First Mennonite Church
September 6, 2020
We Can Only Have One Master
Text: Matthew 6:19-21; 24-34
Matthew chapters five, six, and seven are what is known as the Sermon of the Mount. Besides the Beatitudes, Jesus also addresses interpersonal relations: anger, adultery, divorce, making oaths, loving the neighbor and even the enemy. Jesus then proceeds with issues related to religious practices: giving alms, prayer, fasting, and forgiveness.
In this section of chapter six, Jesus turns to issues that overtake the human heart, either the quest to serve God or to acquire wealth. The quest to serve God leads the person to a very specific way of life, a life of reverence before God, love for what is holy, a conscious use of time and resources, and besides those is the perspective of the world through a different set of lenses. A heart whose quest is to attain wealth also has a particular way of being. It is self-centered, therefore, the person goes through life seizing every opportunity, licit or illicit, to hoard material possessions. It goes through life with an insatiable appetite for pleasure and for everything money can buy. But most prominent in the life of those who seek wealth is their avoidance of religion because it reminds them that there is more to life than the material world. Religion also reminds them that life has an end and everything earthly will stay behind. But above all, religion also tells them that everyone will have to give an account to God about how they have lived their lives.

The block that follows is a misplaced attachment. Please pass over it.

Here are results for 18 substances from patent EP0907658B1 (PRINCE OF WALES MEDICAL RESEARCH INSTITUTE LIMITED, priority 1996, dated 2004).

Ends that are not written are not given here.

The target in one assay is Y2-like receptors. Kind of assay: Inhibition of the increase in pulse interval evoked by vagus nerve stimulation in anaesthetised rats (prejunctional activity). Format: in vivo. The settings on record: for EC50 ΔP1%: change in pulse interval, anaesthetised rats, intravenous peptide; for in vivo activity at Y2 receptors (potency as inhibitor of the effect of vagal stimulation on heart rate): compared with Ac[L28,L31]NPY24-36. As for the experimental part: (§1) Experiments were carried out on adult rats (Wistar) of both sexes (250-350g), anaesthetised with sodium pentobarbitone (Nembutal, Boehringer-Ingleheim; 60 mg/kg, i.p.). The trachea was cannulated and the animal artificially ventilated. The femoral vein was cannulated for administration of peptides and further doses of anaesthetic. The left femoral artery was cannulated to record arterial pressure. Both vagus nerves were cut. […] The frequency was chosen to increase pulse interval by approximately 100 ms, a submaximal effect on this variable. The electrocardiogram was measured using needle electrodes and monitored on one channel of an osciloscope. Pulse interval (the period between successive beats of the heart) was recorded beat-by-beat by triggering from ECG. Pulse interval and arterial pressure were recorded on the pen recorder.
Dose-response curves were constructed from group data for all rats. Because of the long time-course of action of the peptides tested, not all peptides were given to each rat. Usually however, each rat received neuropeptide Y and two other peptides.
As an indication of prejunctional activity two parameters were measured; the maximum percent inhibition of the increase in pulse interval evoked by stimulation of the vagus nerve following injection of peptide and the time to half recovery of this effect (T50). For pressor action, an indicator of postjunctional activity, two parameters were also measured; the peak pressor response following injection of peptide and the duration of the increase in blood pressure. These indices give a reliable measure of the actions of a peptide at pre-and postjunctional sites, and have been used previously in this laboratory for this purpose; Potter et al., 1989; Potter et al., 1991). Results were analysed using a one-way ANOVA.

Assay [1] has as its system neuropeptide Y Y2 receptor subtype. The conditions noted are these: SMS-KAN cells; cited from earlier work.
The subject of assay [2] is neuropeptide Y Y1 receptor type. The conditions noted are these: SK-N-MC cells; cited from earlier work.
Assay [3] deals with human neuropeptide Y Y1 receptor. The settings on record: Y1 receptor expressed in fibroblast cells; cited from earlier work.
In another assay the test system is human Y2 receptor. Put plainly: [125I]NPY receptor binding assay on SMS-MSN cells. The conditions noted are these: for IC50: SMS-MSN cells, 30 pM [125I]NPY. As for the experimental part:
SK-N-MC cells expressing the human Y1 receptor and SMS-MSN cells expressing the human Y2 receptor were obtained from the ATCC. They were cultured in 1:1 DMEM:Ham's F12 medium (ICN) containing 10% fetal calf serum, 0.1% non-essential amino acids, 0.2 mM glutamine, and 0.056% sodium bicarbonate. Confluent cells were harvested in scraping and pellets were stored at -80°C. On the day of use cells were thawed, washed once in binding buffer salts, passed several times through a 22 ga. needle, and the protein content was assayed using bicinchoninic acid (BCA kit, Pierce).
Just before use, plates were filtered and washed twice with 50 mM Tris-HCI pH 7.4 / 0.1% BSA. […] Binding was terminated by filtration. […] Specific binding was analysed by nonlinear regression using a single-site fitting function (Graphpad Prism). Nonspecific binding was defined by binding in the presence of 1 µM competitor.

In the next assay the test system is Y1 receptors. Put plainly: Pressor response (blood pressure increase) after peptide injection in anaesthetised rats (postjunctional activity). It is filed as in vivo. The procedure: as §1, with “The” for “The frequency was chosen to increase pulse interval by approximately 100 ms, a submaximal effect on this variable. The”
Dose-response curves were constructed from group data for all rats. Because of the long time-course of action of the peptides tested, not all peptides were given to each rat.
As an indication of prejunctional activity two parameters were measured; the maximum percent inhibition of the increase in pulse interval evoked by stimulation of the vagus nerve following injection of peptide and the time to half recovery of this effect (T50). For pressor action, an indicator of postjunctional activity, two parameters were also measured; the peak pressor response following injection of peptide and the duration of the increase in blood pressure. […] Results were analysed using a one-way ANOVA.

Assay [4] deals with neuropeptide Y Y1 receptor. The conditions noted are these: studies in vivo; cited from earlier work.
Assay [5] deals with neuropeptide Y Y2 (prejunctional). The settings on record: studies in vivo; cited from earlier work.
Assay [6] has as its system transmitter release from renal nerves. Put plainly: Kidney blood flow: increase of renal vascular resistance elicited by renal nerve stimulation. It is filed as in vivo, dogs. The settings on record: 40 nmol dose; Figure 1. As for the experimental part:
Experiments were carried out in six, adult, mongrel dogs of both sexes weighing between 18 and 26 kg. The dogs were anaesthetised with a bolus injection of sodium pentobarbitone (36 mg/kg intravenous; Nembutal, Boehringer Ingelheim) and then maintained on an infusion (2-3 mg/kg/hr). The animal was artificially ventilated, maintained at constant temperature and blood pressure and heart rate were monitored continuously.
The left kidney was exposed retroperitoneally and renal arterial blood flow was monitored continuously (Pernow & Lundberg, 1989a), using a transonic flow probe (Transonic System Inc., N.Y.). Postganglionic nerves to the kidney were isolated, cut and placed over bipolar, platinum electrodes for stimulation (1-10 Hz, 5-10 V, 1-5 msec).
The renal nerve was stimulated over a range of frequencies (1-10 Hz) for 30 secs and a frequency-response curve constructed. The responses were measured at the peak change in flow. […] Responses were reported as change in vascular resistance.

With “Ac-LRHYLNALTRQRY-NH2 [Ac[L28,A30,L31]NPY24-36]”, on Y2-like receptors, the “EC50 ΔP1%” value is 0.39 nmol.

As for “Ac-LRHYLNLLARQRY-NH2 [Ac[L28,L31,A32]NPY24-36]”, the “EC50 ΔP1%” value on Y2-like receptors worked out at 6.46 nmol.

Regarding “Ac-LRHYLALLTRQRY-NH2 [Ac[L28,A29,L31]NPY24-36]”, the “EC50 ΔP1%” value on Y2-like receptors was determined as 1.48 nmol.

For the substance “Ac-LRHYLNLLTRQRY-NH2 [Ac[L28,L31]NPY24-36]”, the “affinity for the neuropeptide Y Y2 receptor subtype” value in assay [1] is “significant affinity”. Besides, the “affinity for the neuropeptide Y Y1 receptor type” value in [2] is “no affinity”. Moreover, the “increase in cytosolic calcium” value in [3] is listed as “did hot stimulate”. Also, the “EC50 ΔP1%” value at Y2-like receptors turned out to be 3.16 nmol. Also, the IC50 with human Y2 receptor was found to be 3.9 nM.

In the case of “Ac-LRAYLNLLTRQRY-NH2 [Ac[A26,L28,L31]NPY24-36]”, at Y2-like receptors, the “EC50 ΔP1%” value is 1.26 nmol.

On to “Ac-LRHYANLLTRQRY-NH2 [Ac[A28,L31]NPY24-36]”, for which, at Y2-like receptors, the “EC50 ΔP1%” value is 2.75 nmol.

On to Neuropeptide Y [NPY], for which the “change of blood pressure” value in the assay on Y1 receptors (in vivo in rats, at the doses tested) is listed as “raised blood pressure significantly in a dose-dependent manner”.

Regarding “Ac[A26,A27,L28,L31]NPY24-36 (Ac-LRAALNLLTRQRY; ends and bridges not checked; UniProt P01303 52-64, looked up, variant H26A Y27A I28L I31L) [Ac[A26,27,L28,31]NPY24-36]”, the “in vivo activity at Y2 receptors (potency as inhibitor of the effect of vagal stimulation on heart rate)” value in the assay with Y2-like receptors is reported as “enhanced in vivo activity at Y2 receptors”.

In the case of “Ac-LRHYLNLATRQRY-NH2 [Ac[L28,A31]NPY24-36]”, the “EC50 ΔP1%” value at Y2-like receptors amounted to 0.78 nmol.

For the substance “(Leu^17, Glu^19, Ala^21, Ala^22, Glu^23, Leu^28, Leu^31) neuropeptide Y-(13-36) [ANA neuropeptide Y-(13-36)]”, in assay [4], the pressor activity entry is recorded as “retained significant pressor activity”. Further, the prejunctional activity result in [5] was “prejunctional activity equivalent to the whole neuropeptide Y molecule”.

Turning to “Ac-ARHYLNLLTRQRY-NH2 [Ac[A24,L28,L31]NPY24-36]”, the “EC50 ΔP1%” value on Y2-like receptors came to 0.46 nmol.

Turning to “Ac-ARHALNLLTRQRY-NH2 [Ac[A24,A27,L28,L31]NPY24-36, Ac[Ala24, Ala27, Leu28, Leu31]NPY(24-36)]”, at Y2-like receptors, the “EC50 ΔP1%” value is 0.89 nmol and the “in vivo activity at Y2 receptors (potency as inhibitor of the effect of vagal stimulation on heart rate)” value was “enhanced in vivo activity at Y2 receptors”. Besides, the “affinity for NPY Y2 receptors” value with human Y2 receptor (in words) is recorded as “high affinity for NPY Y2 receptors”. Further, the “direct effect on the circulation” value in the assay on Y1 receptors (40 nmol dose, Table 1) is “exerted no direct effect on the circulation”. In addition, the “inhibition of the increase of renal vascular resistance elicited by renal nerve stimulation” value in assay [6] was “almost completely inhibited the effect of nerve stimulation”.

Therefore, sandwiched between Jesus’ commandment against hoarding of earthly riches and against worrying for material needs, Jesus makes two unambiguous assertions: (1) “no one can serve two masters,” and (2) “no one can serve God and wealth” at the same time. The truth of assertion number one is pretty obvious. It is difficult, if not impossible, to give your full attention to two demanding overlords at the same time. It is impossible to please two masters competing for the heart.
On the other hand, the veracity of assertion number two, regarding the impossibility of serving God and wealth, is debatable, at least that seems to be the common attitude. Often times, even Jesus’ followers try to prove they can serve God and wealth, despite Jesus’ saying the contrary. Jesus’ disciples will be faced with two forces demanding their loyalty: God and Mammon—the Aramaic word for wealth. You and I are confronted with two options to choose from: serve God or serve wealth. You see, we live in a place called, “The land of opportunity.” And by “opportunity” it is meant, the possibility of climbing the economic ladder, acquiring wealth, and of attaining financial security by our own wit and strength. “Opportunity” here does not mean to give, to help others, or to serve God. Land of opportunity means a place where people can pursue whatever they define as their source of happiness and security. Thus, they work their entire lives to achieve financial security, go after pleasure, and get whatever money can afford them.